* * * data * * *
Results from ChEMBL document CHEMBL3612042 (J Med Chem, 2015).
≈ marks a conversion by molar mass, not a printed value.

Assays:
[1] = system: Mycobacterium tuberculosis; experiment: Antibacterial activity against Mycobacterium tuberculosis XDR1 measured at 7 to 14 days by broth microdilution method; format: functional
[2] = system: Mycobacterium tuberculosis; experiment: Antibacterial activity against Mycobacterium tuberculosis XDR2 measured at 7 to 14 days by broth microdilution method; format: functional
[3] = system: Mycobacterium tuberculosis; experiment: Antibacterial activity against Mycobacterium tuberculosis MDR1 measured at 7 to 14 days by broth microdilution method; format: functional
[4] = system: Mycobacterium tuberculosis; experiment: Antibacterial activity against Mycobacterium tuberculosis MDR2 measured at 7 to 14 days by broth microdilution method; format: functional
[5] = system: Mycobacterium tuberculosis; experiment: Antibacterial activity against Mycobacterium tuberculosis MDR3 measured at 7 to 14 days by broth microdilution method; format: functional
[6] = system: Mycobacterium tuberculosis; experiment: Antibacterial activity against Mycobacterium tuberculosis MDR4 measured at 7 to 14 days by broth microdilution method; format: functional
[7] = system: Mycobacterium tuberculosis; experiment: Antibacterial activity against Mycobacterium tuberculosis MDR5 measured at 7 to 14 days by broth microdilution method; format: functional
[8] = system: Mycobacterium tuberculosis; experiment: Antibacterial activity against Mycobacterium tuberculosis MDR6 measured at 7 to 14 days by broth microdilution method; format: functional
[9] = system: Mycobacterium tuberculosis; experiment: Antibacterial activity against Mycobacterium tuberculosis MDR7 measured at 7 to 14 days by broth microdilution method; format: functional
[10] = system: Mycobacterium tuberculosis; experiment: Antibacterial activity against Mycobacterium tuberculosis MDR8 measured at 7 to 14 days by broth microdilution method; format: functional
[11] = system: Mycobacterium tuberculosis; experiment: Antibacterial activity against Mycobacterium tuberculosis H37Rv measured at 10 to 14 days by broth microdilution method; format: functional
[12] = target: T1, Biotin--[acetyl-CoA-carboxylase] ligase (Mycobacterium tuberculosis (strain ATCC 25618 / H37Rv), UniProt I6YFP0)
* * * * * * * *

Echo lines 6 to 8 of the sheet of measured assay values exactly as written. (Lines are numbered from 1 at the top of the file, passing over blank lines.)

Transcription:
[3] = system: Mycobacterium tuberculosis; experiment: Antibacterial activity against Mycobacterium tuberculosis MDR1 measured at 7 to 14 days by broth microdilution method; format: functional
[4] = system: Mycobacterium tuberculosis; experiment: Antibacterial activity against Mycobacterium tuberculosis MDR2 measured at 7 to 14 days by broth microdilution method; format: functional
[5] = system: Mycobacterium tuberculosis; experiment: Antibacterial activity against Mycobacterium tuberculosis MDR3 measured at 7 to 14 days by broth microdilution method; format: functional